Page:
Now, let metake you through thesummary results for thefourth quarter. Total revenue came inat $37.8 million,representing a 25%year-over-year growth and exceeding thehigh-end of our guidance.

From aprofitability perspective, non-GAAP operating income was $5.3 millionrepresenting a growthof 28% on ayear-over-year basis. On afull year basis, thecompany generated revenue of $134.3 million in2007, representing anincrease of 26% on ayear-over-year basis, up from 22% year-over-year growth in2006, and 18% year-over-year growth in2005.

We believe this growth pattern is reflective of themomentum in themarket for clinical trial automation solutions combined with Phase Forward’sleadership position. I’m also pleased to report that 2007 annual bookings of$195.8 million represents a43% increase over 2006, and brings our year-end backlog to $279.1 million.

There were numerous factors that contributed to our growth in2007 which we believe will also help us to position thecompany well for thelong-term. For starters,  EDC adoptionaccelerated in 2007resulting in many moretrials being done inEDC. Within this framework we continue to besuccessful in winningstrategic EDC relationships with some of thelargest pharmaceutical companies inthe world, often inhighly competitive situations.

During 2007, these wins included names such as Eisai, AbbottLaboratories, Dainippon Sumitomo, and Novartis Vaccines who joined alist of strategic customer relationships that include other industry leaderssuch as GlaxoSmithKline, Merck, Eli Lilly, Novo Nordisk, Johnson & Johnson,Schering-Plough, among others.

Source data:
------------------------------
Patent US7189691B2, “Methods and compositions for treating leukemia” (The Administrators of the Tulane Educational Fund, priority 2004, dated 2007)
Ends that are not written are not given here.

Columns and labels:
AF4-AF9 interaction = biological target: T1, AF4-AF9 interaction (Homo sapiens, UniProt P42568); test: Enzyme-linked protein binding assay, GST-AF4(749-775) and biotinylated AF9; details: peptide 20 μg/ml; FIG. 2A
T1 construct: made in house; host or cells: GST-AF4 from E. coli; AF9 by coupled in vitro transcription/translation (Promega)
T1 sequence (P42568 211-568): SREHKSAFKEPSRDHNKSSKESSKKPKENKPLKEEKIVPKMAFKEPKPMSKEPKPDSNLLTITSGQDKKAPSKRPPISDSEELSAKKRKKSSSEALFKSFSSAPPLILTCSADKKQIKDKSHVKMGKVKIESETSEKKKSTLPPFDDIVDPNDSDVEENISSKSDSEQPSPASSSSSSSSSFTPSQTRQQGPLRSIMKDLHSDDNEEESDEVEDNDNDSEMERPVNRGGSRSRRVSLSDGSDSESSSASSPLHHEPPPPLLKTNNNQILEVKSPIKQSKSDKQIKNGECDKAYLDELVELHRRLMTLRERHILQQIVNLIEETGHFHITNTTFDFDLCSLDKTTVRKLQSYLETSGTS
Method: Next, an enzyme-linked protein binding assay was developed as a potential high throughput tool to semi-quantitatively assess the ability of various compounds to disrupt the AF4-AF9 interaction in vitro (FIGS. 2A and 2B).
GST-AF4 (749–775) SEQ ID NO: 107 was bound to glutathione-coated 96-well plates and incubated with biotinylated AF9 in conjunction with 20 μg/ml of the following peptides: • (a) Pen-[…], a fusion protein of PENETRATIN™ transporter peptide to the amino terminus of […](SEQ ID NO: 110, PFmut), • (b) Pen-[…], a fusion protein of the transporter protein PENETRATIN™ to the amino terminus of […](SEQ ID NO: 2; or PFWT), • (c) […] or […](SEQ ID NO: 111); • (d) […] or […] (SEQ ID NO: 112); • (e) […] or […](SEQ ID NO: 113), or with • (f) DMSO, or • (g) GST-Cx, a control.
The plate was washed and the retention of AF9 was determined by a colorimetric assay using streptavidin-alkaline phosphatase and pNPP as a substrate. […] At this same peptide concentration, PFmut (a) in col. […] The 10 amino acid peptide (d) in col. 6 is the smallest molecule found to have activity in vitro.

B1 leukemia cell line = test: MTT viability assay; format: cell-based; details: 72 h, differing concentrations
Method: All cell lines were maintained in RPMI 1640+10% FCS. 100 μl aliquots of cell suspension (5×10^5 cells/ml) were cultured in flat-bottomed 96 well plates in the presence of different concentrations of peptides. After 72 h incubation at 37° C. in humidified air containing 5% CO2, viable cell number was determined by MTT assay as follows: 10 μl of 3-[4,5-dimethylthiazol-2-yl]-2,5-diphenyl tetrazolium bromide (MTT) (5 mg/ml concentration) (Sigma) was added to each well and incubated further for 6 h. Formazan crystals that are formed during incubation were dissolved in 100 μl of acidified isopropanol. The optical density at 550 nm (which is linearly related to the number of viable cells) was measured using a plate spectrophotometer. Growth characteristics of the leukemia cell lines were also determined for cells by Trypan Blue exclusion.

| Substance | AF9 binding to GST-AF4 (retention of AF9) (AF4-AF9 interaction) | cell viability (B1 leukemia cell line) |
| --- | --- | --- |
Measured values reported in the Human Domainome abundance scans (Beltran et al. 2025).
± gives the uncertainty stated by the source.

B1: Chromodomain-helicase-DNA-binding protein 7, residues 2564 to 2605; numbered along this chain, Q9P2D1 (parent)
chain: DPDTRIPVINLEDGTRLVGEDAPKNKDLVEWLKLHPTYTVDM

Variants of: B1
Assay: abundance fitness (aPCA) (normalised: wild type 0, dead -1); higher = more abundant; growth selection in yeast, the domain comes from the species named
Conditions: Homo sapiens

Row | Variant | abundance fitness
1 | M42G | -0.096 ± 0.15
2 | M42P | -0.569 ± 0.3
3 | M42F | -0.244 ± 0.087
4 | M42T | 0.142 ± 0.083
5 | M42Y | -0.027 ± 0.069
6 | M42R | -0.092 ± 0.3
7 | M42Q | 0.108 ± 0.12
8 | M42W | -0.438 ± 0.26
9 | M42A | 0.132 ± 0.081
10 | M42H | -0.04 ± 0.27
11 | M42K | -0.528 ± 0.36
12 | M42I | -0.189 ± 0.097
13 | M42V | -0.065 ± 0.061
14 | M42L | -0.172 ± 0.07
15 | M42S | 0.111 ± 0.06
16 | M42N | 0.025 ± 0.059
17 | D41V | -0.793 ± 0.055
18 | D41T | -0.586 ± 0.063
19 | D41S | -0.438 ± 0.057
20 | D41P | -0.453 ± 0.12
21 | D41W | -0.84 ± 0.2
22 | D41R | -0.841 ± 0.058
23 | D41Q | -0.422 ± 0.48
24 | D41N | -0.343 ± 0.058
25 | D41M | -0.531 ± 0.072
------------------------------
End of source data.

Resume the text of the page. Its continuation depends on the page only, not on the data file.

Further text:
We were also pleased to build on our earlier customer growthin 2007 byestablishing new InForm EDC relationships inthe fourth quarterwith customers such as Aerovance, Children’s Hospital of Boston, EpixPharmaceuticals, and Biotronic, to name afew.

These new customers and strategic wins areimportant because we believe they aresignificant validations of theindustrial strength of Phase Forward’s technology and our industry leadershipposition in domainexpertise, global service capabilities, and thescalability of our solutions. We also believe that these successes would not bepossible without thereferences provided by our customers.

Companies looking for atechnology solution provider to help their clinical trial and safety effortsconduct exhaustive comparative evaluations. We arepleased that our track record of successfully supporting and scaling largenumber of studies across alldevelopment phases and therapies hastranslated into strong customer growth we saw in2007.

We also continue to earn follow-on business in2007 from our existing customers, examples included additional ASP trials fromlong-standing customers such as Genzyme and Allergan and larger add-onengagements with Quintiles and Millennium.